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Lost Novella by Walt Whitman Discovered by Grad Student



Lost Novella by Walt Whitman Discovered by Grad Student

Photo by Hulton Archive/Getty Books News Walt Whitman
Lost Novella by Walt Whitman Discovered by Grad Student

A grad student at the University of Houston has found a previously undiscovered work of short fiction by Walt Whitman.

The grad student, Zachary Turpin, was scouring an online database of 19th century newspapers looking for unique names found in other Whitman works. It was then that Turpin unearthed the 36,000-word, six-part novella published anonymously in a New York newspaper in 1852. The rambling full title, Life and Adventures of Jack Engle: An Auto-Biography; In Which The Reader Will Find Some Familiar Characters, and the subtitle, A Story of New York at the Present Time, are distinct to Whitman and the literary time period.

The short work of fiction was published just three years before Whitman’s groundbreaking work Leaves of Grass, and therefore sets Jack Engle as something of a precursor. Before the discovery, it was widely considered that Whitman spend the majority of the early 1850s solely working on Leaves of Grass and publishing little else.

In an interview with NPR, Turpin said Jack Engle and Leaves of Grass are like "apples and oranges," with some similarities but also distinct differences. "Chases across New York and romances and scheming, mustache-twisting villains are not the stuff of Leaves of Grass," said Turpin, "but these are the stuff of Whitman’s long and storied fiction career, and career as a journalist." When asked what he thought of the short book, Turpin said he found it phenomenal:" It’s weird, it’s wild, it’s beautiful and hilarious, and turns on a dime in ways that are both great and terrible."

In the excerpt below, the narrator contemplates the "glorious privilege of youth" and the inevitable mortality that awaits even the most joyful young person. Per NPR, Turpin and other Whitman academics believe this passage to be indicative of the same themes and language that would form the basis of Leaves of Grass. It reads:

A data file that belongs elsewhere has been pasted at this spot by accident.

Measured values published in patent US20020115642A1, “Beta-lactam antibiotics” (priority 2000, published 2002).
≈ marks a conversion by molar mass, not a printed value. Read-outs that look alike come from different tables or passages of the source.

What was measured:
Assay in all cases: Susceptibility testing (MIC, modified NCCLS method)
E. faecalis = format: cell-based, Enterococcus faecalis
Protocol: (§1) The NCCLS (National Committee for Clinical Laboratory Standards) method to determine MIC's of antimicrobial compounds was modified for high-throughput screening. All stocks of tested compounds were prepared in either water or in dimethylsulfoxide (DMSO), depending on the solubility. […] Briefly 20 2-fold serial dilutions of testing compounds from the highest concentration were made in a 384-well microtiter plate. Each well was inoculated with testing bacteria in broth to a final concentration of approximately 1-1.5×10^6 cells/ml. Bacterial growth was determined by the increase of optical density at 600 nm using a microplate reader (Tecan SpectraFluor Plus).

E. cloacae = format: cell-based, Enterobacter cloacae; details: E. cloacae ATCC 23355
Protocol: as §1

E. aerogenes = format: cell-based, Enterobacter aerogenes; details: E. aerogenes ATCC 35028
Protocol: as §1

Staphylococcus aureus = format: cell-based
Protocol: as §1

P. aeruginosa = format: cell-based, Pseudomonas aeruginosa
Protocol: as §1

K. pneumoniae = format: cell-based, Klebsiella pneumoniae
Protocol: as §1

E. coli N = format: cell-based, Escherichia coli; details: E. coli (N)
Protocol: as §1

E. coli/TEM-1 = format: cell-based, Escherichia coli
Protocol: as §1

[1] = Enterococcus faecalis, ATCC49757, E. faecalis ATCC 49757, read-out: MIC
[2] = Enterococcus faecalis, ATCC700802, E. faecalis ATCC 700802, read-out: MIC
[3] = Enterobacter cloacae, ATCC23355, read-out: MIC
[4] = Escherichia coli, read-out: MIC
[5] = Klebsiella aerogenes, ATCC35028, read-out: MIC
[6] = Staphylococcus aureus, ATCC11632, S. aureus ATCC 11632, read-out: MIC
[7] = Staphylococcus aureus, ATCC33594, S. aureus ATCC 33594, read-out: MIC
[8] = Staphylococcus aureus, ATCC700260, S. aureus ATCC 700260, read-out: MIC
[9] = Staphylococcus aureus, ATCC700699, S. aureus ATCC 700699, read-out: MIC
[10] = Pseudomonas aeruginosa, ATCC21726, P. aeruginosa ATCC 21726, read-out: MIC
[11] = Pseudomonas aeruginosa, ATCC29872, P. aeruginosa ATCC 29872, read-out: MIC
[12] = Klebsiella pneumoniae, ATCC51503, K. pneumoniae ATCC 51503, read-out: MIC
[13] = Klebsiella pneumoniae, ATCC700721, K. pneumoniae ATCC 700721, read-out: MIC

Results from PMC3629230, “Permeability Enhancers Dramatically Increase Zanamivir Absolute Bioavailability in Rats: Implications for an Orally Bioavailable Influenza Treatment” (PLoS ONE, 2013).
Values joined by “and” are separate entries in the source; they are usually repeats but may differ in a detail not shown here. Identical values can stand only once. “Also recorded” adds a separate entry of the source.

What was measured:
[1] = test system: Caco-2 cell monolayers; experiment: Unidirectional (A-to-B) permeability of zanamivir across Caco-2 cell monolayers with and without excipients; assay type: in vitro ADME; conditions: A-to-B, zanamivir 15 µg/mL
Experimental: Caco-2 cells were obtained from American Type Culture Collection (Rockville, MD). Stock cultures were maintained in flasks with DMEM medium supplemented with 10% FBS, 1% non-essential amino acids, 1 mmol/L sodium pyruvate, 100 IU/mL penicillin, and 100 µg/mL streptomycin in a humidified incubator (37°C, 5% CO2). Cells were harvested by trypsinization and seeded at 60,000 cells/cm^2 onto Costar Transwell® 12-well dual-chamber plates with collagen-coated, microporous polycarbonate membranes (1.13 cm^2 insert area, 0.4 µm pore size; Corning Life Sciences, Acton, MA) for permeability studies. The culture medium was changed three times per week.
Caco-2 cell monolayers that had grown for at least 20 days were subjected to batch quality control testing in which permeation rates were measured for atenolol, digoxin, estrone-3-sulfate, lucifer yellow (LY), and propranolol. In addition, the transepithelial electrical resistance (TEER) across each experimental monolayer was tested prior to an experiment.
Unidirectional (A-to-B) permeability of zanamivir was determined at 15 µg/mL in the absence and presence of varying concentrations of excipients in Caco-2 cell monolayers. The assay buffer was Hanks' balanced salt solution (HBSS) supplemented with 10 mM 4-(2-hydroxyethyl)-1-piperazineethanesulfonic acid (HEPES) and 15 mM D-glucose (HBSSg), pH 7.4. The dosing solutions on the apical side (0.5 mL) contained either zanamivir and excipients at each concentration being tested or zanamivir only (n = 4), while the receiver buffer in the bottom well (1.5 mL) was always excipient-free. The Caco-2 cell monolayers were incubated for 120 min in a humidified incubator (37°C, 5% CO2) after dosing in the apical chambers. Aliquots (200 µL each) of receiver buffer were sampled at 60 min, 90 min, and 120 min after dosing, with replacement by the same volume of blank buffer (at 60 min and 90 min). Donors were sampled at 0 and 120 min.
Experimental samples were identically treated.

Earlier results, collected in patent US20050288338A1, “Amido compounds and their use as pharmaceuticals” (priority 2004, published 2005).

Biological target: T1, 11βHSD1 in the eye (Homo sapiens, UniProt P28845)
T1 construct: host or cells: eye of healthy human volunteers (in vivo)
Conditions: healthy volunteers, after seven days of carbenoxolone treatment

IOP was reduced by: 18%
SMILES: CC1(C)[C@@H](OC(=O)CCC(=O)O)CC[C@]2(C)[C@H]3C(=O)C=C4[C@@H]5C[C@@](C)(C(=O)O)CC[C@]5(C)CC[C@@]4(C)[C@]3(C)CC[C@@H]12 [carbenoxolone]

Truly, life is sweet to the young man.—Such bounding and swelling capacities for joy reside within him, and such ambitious yearnings. Health and unfettered spirits are his staff and mantle. He learns unthinkingly to love—that glorious privilege of youth! Out of the tiny fractions of his experience, he builds beautiful imaginings, and confidently looks for the future to realize them. And then he is so sure of those future years. …

Out there in the fashionable thoroughfare, how bustling was life, and how jauntily it wandered close along the side of those warnings of its inevitable end. How gay that throng along the walk! Light laughs come from them, and jolly talk — those groups of well-dressed young men —those merry boys returning from school — clerks going home from their labors —and many a form, too, of female grace and elegance.

Could it be that coffins, six feet below where I stood, enclosed the ashes of like young men, whose vestments, during life, had engrossed the same anxious care —and schoolboys and beautiful women; for they too were buried here, as well as the aged and infirm.

But onward rolled the broad, bright current, and troubled themselves not yet with gloomy thoughts; and that showed more philosophy in them perhaps than such sentimental meditations as any the reader has been perusing.

You can read the entire novella via the literary journal Walt Whitman Quarterly Review here. The University of Iowa Press plans to release it in book form.


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